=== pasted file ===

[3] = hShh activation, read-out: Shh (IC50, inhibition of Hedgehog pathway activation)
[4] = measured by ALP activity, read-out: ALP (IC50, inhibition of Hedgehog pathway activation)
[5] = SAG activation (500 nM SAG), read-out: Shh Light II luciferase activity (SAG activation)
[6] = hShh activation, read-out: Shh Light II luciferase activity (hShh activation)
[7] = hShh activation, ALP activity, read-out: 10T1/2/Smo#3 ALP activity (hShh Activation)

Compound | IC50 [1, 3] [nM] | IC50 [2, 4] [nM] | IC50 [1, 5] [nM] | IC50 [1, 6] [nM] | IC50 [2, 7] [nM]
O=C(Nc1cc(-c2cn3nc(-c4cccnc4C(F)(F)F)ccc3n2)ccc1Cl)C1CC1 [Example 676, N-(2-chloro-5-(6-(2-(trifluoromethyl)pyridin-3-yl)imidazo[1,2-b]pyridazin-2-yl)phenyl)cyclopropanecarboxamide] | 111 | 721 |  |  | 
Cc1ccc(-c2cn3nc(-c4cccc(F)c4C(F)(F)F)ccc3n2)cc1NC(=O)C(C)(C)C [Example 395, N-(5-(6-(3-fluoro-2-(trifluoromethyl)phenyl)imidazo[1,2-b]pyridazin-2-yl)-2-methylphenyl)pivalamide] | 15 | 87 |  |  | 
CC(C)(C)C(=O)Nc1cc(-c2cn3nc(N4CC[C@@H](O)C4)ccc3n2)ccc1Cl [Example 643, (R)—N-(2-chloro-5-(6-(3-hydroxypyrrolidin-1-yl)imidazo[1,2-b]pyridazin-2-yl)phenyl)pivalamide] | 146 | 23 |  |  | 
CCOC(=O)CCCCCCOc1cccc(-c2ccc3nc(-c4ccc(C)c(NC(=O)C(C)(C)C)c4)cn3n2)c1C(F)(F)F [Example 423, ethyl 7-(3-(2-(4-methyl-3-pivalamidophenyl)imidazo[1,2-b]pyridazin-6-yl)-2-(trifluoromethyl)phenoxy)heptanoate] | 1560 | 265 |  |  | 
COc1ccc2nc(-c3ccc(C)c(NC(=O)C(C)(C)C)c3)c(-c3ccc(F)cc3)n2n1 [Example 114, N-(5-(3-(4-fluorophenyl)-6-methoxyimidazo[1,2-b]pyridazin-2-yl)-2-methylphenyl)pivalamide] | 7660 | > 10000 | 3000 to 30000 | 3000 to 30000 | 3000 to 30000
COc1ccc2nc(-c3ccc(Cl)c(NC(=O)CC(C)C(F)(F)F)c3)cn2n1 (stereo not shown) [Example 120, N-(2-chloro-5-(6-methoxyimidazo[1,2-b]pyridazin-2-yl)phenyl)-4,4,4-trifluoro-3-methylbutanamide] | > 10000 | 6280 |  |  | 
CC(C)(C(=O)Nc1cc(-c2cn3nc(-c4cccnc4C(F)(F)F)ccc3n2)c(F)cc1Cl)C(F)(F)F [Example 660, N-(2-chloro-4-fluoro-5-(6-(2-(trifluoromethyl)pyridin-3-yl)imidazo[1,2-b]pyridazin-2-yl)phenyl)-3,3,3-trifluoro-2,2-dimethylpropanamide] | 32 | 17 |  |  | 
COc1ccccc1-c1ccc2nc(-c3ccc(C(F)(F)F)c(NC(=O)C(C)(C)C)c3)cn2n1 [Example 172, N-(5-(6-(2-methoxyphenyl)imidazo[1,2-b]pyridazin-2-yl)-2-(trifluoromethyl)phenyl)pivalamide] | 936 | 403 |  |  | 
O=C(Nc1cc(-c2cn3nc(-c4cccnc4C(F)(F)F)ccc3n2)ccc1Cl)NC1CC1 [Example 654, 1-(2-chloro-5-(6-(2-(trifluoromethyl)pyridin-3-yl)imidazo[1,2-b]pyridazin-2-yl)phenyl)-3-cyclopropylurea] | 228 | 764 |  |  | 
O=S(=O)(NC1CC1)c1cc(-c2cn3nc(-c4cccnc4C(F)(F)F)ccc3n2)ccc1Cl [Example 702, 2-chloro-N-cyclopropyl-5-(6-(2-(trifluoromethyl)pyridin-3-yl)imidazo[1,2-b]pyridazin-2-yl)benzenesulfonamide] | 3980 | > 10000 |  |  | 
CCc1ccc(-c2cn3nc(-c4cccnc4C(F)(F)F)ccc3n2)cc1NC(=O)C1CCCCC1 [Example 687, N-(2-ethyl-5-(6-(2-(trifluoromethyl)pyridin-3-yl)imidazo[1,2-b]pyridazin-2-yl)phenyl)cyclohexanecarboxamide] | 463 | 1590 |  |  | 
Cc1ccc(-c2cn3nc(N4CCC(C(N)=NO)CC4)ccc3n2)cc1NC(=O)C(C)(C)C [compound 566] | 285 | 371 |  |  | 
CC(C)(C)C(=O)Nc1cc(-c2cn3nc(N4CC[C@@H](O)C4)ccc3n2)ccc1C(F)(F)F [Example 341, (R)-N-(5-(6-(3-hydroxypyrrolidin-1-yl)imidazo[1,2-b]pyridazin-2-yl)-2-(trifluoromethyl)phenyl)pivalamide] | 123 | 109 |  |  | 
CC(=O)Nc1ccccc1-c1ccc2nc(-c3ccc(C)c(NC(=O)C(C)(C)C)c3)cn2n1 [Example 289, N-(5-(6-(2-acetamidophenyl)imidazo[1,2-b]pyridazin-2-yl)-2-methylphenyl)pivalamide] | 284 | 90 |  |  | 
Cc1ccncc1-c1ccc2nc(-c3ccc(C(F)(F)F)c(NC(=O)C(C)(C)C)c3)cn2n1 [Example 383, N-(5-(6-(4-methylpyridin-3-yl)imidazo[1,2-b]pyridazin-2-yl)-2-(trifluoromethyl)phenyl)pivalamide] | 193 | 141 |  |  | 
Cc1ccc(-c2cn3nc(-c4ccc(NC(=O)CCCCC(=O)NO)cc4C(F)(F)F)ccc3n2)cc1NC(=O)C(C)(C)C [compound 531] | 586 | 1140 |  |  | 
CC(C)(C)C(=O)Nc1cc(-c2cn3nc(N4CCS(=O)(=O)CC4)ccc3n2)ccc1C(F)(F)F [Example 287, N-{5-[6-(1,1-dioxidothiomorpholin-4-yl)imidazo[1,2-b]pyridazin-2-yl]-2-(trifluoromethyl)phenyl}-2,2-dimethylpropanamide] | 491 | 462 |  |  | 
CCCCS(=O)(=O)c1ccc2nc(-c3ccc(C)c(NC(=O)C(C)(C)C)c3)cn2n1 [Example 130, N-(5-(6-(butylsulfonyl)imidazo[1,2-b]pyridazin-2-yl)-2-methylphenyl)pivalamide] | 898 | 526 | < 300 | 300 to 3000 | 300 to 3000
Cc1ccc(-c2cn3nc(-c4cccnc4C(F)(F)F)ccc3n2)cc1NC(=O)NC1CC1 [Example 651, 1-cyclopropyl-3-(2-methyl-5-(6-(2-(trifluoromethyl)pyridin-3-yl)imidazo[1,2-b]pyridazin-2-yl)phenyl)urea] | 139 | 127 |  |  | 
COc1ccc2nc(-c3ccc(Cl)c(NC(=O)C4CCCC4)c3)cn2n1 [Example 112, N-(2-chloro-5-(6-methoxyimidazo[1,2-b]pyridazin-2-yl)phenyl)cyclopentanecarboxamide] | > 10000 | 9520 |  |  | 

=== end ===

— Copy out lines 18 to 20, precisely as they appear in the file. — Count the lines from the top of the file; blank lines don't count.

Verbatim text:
Cc1ccc(-c2cn3nc(N4CCC(C(N)=NO)CC4)ccc3n2)cc1NC(=O)C(C)(C)C [compound 566] | 285 | 371 |  |  | 
CC(C)(C)C(=O)Nc1cc(-c2cn3nc(N4CC[C@@H](O)C4)ccc3n2)ccc1C(F)(F)F [Example 341, (R)-N-(5-(6-(3-hydroxypyrrolidin-1-yl)imidazo[1,2-b]pyridazin-2-yl)-2-(trifluoromethyl)phenyl)pivalamide] | 123 | 109 |  |  | 
CC(=O)Nc1ccccc1-c1ccc2nc(-c3ccc(C)c(NC(=O)C(C)(C)C)c3)cn2n1 [Example 289, N-(5-(6-(2-acetamidophenyl)imidazo[1,2-b]pyridazin-2-yl)-2-methylphenyl)pivalamide] | 284 | 90 |  |  | 